The institution of monastic education is clearly important for Bhutan’s Buddhist population in general but (as touched on earlier by Lama Namgay and Khenpo Chimi) it is particularly relevant to the youth within the modern education system. Monks who have attained a high level of training and who are repositories of spiritual knowledge can counterbalance the process of modernization that perpetuates values that run contrary to Bhutan’s traditional belief systems. They are well positioned to help modern educators shape the youth into highly educated, compassionate and wise individuals, and strengthen the GNH guided education curriculum.
The only problem standing in the way of this is the need to develop the English speaking skills of the many qualified monastics. English is the main medium of instruction in schools (Dzongka is taught as a separate subject). Therefore efforts need to be made to formally introduce English language instruction into the monastic curriculum to facilitate this vitally important transfer of spiritual wisdom to Bhutan’s school aged population.
As mentioned in a previous post, Lama Namgay has already taken measures to begin to teach their students basic English. Opening up the lines of communication between traditional and modern education systems will stimulate debate and discussion and a two way exchange of ideas, which will go a long way to reducing any tensions.
What do the monks learn at Phajoding?
Phajoding serves as a Lopdra, which is equivalent to a primary school education, and recently they have begun to offer a Shedra curriculum, which is equivalent to a high school education. The medium of instruction is Chökey (Classical Tibetan) and Dzongkha (the national language).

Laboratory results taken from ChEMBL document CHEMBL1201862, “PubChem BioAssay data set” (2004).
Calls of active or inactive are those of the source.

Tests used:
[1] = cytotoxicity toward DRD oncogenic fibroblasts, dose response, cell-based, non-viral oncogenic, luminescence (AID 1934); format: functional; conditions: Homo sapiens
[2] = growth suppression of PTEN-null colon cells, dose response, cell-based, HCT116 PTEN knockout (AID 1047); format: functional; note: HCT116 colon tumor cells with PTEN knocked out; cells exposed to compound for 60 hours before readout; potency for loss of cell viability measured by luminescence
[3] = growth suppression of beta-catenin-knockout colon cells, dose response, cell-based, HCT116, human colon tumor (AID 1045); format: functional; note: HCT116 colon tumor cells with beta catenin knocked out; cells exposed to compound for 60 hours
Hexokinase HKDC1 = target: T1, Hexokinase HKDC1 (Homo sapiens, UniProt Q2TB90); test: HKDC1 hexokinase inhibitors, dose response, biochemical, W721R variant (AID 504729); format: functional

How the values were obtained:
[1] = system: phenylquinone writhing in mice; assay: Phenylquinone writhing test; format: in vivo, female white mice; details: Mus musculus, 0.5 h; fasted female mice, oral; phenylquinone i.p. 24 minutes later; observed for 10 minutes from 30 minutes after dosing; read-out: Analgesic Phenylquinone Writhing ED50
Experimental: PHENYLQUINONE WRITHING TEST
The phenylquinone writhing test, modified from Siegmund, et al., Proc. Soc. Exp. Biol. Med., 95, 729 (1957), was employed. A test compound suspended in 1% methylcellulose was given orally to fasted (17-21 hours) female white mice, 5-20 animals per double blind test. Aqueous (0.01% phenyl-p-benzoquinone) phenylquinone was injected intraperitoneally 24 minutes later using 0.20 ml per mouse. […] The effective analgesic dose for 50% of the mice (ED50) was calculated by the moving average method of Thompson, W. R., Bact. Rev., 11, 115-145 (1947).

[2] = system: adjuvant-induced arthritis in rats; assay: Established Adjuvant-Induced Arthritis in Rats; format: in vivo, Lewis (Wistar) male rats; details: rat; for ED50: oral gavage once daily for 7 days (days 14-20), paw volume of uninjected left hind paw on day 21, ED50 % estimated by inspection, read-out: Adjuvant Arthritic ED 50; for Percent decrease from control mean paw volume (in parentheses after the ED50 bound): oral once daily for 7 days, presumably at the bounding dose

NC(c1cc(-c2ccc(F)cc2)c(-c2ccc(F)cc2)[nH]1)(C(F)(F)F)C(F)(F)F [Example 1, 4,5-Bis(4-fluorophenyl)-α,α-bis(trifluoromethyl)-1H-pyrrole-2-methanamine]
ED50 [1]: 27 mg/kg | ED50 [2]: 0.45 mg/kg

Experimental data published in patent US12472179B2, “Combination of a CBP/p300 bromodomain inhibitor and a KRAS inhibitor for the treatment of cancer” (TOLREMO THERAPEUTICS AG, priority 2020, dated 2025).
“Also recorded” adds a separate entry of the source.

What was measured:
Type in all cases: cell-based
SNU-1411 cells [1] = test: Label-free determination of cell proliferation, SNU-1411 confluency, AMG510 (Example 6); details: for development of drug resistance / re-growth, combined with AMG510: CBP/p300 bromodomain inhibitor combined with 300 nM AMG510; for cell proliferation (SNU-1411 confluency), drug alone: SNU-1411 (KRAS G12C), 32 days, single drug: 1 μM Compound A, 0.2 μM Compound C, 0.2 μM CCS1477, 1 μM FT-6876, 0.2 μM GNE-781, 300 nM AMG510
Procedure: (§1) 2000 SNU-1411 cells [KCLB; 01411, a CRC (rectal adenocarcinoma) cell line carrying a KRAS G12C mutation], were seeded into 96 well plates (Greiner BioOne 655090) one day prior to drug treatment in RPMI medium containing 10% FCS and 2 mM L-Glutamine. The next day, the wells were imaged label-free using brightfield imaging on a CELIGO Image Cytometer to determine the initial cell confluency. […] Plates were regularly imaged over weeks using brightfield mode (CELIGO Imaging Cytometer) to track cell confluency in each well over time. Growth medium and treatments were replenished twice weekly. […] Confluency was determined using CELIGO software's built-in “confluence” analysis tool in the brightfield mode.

The ultimate goal of a monastic education is to provide the student with the tools to attain the mind of enlightenment (a state referred to as an absence of worldly suffering or duhkha in Sanskrit – where the mind is fully awakened) and the generation of Bodhicitta (the seeking of enlightenment for the benefit of all sentient beings). Teachings largely comprise training in Buddhist philosophy, learning Buddhist poetry and grammar, handwriting, the memorization of prayers, contemplation on the spiritual wisdom of revered Buddhist masters in addition to instructions in the Buddhist art forms such as performing various rituals, playing Buddhist instruments, molding butter sculpture offerings, thangka painting and lama dancing.
Those in the Lopdra are being taught Buddhist art forms, Dzongkar handwriting and the meaning of various prayers that have to be committed to memory.
The students in the Shedra are currently being taught about the Buddhacarita or the life of the Buddha, which was written by the Indian philosopher/poet Aśvaghoşa. Written in Sanskrit, it is one of the most famous biographies of Buddha’s life.
They are also learning about the Vinaya, which is a set of rules or a code of conduct that the monastic community abides by. It differs from the dharma (Buddhist teachings) in that it relates to discipline. What Lama Namgay is attempting to teach the monks is for them to not just blindly accept these vows but to understand the underlying principles of the vows and why the Buddha proposed them. In this way the monks will be able to direct their mind away from worldly attachments and towards the dharma.
What were they examined on?